April 30 (UPI) — Close to half of Myanmar’s population could be living under the international poverty line of $1.10 a day, according to a report from a United Nations agency.
The U.N. Development Program report said that economic security is quickly shrinking in the country due to inflation, loss of wages and reduced health and human services, CNN reported Friday.
The rising number of poor people in the Southeast Asian nation is the result of two extraordinary events: the COVID-19 pandemic and unrest that’s ensued after the military staged a coup in February.
According to UNDP estimates, the pandemic raised the poverty level from 24.8% to 36.1%. With the unrest and violence targeting unarmed civilians, the poverty rate jumps to 48.2%.
“By then, the shock from the crisis will have resulted in significant losses of wages and income, particularly from small businesses, and a drop in access to food, basic services and social protection,” the report said.
UNDP administrator Achim Steiner told CNN the situation on the ground is dire.
“We have fractured supply chains, [disrupted] movement of people and movement of goods and services, the banking system essentially suspended, remittances not being able to reach people, social safety payments that would have been available to poorer households not being paid out. These are just some of the immediate impacts,” Steiner said.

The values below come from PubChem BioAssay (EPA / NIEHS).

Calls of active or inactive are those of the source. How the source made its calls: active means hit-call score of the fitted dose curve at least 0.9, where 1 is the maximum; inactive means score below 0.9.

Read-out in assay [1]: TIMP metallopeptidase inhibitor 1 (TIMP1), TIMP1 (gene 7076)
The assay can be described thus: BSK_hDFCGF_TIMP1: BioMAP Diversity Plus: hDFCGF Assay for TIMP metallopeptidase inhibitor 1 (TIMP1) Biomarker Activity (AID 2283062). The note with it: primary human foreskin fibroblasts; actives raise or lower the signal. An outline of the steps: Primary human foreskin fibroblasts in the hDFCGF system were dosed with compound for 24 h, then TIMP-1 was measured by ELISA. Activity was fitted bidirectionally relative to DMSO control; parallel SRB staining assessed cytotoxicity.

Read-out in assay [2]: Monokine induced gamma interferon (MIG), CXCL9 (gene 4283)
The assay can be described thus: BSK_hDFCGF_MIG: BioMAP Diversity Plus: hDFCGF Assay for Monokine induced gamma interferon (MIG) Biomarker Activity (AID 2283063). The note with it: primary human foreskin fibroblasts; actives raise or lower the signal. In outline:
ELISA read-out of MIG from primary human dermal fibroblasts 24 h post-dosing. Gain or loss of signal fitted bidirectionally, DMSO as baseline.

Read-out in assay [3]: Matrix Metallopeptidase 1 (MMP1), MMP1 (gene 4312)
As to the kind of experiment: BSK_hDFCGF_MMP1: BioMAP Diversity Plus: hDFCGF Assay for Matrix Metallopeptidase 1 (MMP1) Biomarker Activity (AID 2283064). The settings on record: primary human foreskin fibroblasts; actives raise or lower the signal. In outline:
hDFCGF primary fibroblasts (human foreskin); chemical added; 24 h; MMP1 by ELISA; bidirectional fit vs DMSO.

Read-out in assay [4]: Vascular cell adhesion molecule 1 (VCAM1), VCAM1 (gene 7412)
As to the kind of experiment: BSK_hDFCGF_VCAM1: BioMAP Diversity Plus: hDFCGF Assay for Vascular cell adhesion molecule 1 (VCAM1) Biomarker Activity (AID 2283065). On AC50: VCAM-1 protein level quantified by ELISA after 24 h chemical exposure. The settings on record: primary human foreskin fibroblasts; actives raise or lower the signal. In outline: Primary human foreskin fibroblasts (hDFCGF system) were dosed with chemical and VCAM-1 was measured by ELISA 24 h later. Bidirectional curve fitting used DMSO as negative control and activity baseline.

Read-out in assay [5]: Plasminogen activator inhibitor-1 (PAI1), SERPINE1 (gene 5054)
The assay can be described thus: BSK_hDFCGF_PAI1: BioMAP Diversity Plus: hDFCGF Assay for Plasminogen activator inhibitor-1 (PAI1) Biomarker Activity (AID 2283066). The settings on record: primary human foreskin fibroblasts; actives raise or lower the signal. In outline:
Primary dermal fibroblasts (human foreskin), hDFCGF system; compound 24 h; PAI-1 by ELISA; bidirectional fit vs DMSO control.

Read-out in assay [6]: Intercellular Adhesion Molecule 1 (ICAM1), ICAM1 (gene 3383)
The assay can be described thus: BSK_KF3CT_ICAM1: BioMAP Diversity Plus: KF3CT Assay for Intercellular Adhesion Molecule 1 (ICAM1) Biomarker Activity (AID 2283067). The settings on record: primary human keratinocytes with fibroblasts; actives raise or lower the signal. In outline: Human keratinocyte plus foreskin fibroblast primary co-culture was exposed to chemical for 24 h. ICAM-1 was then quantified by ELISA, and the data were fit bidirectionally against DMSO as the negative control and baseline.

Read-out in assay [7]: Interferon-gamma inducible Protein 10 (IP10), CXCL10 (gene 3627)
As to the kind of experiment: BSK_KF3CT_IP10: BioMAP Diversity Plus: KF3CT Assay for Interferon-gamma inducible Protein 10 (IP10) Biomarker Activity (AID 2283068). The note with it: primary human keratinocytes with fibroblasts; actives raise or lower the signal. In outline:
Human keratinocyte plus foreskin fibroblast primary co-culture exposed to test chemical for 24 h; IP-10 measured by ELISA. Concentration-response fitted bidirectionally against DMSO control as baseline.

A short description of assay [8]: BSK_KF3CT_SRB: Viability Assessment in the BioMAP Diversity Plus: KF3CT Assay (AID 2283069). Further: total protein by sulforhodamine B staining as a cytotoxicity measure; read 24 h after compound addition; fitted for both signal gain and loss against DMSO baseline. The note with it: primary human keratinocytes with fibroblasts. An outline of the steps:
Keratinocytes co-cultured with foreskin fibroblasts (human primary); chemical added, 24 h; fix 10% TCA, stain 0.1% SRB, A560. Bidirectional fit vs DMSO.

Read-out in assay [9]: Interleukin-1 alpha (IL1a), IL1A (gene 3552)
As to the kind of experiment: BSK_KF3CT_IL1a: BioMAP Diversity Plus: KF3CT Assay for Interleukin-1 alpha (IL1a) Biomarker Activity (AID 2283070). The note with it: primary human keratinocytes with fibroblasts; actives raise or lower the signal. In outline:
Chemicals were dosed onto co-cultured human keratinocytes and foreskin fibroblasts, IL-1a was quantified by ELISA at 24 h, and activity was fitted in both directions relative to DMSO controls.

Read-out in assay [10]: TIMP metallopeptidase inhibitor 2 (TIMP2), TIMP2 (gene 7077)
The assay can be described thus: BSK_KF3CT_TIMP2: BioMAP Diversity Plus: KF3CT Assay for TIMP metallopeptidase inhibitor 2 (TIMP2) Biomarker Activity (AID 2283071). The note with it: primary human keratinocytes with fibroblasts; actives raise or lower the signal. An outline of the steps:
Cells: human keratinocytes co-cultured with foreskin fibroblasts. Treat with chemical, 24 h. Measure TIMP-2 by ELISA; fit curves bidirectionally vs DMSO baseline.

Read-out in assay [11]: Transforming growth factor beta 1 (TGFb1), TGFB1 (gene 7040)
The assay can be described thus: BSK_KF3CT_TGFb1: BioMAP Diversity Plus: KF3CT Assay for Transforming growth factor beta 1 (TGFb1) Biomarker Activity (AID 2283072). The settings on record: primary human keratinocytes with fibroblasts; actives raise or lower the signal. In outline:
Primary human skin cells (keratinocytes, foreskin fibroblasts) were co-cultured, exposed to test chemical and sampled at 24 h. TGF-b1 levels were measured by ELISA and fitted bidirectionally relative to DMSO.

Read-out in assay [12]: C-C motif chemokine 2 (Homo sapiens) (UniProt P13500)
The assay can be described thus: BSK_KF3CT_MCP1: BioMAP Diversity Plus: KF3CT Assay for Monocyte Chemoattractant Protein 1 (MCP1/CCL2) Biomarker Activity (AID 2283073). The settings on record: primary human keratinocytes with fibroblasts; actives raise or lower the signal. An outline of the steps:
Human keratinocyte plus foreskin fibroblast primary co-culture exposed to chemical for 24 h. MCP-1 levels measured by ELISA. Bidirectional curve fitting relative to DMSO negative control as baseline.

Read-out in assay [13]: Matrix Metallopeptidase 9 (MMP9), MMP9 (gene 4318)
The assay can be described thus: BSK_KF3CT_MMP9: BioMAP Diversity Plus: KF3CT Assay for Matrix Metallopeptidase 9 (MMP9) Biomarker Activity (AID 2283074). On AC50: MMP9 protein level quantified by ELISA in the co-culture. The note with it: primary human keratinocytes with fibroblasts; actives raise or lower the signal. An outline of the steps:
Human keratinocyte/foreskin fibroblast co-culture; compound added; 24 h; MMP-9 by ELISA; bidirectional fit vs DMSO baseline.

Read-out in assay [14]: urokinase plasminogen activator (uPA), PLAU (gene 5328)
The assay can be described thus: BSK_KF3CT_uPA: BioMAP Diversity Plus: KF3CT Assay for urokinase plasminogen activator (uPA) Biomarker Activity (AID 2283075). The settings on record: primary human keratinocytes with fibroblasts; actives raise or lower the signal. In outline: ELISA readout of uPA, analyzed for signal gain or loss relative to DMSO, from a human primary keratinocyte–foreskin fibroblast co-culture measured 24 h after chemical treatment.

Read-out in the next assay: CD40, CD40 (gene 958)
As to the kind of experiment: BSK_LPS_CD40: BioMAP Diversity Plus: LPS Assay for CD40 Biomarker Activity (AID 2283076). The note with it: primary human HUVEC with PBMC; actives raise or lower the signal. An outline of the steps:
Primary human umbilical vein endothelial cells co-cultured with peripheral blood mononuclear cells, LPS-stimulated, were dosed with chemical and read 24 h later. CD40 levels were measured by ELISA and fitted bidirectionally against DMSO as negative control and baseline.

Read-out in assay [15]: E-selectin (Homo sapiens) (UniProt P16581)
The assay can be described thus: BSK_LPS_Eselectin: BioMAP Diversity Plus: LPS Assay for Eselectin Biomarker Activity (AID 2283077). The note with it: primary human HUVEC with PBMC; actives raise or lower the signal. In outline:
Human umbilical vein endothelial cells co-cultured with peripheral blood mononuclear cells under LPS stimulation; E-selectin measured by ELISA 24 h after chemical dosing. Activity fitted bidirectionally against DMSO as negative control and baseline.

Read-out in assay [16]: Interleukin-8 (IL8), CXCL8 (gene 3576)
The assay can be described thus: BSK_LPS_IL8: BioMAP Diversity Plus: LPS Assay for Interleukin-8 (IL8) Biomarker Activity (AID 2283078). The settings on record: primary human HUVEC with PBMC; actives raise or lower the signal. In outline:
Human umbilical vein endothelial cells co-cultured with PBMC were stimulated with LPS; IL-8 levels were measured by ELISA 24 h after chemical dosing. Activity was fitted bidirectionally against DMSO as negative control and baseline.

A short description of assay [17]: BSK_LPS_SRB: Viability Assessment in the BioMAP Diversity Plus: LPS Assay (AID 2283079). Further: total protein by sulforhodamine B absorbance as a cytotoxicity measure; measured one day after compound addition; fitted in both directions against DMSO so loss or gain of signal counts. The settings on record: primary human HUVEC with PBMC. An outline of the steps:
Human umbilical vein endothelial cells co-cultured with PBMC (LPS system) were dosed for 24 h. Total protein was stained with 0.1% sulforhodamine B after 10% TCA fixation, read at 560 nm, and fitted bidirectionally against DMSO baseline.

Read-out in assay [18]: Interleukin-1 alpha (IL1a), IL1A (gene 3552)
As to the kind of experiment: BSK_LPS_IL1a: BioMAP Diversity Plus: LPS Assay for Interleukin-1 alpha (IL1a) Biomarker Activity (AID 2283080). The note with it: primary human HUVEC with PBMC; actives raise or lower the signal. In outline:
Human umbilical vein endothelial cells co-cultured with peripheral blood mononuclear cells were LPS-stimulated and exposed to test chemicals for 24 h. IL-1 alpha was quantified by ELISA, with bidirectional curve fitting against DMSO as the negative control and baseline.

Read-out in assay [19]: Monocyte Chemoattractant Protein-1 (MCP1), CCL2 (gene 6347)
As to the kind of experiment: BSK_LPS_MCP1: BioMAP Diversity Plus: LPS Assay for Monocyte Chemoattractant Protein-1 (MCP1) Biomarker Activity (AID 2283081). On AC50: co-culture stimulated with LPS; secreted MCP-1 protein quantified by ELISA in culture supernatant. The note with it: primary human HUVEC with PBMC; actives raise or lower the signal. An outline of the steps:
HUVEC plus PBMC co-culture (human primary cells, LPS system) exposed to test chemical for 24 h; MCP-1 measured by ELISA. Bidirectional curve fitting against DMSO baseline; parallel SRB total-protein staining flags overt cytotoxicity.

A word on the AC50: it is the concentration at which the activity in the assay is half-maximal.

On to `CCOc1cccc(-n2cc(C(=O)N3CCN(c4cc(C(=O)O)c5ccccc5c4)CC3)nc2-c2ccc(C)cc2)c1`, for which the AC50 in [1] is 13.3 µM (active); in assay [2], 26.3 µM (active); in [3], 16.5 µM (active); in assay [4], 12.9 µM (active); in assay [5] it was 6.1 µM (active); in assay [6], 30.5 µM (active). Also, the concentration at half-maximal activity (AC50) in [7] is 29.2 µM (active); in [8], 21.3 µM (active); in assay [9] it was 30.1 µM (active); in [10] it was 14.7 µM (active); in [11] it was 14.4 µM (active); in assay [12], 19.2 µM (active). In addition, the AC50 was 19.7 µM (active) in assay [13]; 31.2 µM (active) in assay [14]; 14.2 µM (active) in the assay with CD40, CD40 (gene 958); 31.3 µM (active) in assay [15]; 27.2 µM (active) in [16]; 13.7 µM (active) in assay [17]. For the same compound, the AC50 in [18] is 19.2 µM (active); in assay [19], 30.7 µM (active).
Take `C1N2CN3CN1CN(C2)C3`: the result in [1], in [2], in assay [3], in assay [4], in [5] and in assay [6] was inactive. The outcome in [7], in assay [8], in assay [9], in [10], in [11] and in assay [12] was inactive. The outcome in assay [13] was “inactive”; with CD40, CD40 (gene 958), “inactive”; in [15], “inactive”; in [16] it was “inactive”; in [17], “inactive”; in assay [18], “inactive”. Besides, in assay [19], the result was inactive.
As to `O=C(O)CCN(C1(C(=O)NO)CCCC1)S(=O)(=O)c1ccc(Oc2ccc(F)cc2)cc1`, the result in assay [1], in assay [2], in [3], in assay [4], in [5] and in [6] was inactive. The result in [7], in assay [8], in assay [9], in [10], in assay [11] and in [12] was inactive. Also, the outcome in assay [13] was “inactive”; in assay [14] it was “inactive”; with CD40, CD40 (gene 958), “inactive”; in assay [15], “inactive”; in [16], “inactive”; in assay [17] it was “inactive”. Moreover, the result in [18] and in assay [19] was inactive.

The pro-democracy uprising has taken a toll on Myanmar. Activists at Assistance Association of Political Prisoners said 750 people have died from military violence and 4,500 have been arrested, according to CNN.
The population of internally displaced people is also on the rise.
The Karen Peace Support Network, a coalition of more than 20 Karen communities on the border between Thailand and Myanmar, said on Facebook that three air strikes Thursday forced villagers to flee to the Thai side of the border.
More than 8,000 people of the Karen communities could flee Myanmar, the group also said.